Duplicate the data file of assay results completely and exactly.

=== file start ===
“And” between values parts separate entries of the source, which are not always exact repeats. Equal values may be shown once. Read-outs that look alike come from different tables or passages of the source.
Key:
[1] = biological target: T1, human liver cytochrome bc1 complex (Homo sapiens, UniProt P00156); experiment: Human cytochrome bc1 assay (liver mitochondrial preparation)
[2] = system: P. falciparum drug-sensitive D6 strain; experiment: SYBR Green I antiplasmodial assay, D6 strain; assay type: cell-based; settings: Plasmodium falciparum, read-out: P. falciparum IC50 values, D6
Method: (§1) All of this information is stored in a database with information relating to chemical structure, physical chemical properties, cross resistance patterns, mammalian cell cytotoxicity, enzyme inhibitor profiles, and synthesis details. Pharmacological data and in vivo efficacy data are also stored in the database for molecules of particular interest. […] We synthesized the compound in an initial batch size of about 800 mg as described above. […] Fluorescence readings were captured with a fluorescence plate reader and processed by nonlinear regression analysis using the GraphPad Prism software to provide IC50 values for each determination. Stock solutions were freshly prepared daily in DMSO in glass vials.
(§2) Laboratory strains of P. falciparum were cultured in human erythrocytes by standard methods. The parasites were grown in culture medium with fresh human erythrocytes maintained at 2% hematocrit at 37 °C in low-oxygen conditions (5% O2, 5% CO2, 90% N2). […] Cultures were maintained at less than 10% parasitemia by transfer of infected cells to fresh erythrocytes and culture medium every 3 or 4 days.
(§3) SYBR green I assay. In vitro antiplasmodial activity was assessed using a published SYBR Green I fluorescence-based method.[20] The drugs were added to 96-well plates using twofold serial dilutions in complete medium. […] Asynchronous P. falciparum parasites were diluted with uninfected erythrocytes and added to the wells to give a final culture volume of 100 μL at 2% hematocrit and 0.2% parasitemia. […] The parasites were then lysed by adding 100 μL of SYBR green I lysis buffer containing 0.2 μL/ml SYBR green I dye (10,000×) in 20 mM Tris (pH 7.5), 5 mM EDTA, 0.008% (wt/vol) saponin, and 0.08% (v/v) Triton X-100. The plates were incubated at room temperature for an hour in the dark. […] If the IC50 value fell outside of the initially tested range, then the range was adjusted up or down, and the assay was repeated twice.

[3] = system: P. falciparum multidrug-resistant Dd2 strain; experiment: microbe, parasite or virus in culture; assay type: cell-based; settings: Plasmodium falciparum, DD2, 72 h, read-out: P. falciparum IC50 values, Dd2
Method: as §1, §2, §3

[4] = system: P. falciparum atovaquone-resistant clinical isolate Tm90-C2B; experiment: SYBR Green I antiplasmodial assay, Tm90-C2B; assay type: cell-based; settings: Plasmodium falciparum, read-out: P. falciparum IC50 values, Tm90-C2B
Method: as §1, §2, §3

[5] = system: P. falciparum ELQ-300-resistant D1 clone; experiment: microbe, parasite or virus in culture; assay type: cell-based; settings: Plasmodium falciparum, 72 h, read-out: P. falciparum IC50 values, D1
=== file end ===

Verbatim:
“And” between values parts separate entries of the source, which are not always exact repeats. Equal values may be shown once. Read-outs that look alike come from different tables or passages of the source.
Key:
[1] = biological target: T1, human liver cytochrome bc1 complex (Homo sapiens, UniProt P00156); experiment: Human cytochrome bc1 assay (liver mitochondrial preparation)
[2] = system: P. falciparum drug-sensitive D6 strain; experiment: SYBR Green I antiplasmodial assay, D6 strain; assay type: cell-based; settings: Plasmodium falciparum, read-out: P. falciparum IC50 values, D6
Method: (§1) All of this information is stored in a database with information relating to chemical structure, physical chemical properties, cross resistance patterns, mammalian cell cytotoxicity, enzyme inhibitor profiles, and synthesis details. Pharmacological data and in vivo efficacy data are also stored in the database for molecules of particular interest. […] We synthesized the compound in an initial batch size of about 800 mg as described above. […] Fluorescence readings were captured with a fluorescence plate reader and processed by nonlinear regression analysis using the GraphPad Prism software to provide IC50 values for each determination. Stock solutions were freshly prepared daily in DMSO in glass vials.
(§2) Laboratory strains of P. falciparum were cultured in human erythrocytes by standard methods. The parasites were grown in culture medium with fresh human erythrocytes maintained at 2% hematocrit at 37 °C in low-oxygen conditions (5% O2, 5% CO2, 90% N2). […] Cultures were maintained at less than 10% parasitemia by transfer of infected cells to fresh erythrocytes and culture medium every 3 or 4 days.
(§3) SYBR green I assay. In vitro antiplasmodial activity was assessed using a published SYBR Green I fluorescence-based method.[20] The drugs were added to 96-well plates using twofold serial dilutions in complete medium. […] Asynchronous P. falciparum parasites were diluted with uninfected erythrocytes and added to the wells to give a final culture volume of 100 μL at 2% hematocrit and 0.2% parasitemia. […] The parasites were then lysed by adding 100 μL of SYBR green I lysis buffer containing 0.2 μL/ml SYBR green I dye (10,000×) in 20 mM Tris (pH 7.5), 5 mM EDTA, 0.008% (wt/vol) saponin, and 0.08% (v/v) Triton X-100. The plates were incubated at room temperature for an hour in the dark. […] If the IC50 value fell outside of the initially tested range, then the range was adjusted up or down, and the assay was repeated twice.

[3] = system: P. falciparum multidrug-resistant Dd2 strain; experiment: microbe, parasite or virus in culture; assay type: cell-based; settings: Plasmodium falciparum, DD2, 72 h, read-out: P. falciparum IC50 values, Dd2
Method: as §1, §2, §3

[4] = system: P. falciparum atovaquone-resistant clinical isolate Tm90-C2B; experiment: SYBR Green I antiplasmodial assay, Tm90-C2B; assay type: cell-based; settings: Plasmodium falciparum, read-out: P. falciparum IC50 values, Tm90-C2B
Method: as §1, §2, §3

[5] = system: P. falciparum ELQ-300-resistant D1 clone; experiment: microbe, parasite or virus in culture; assay type: cell-based; settings: Plasmodium falciparum, 72 h, read-out: P. falciparum IC50 values, D1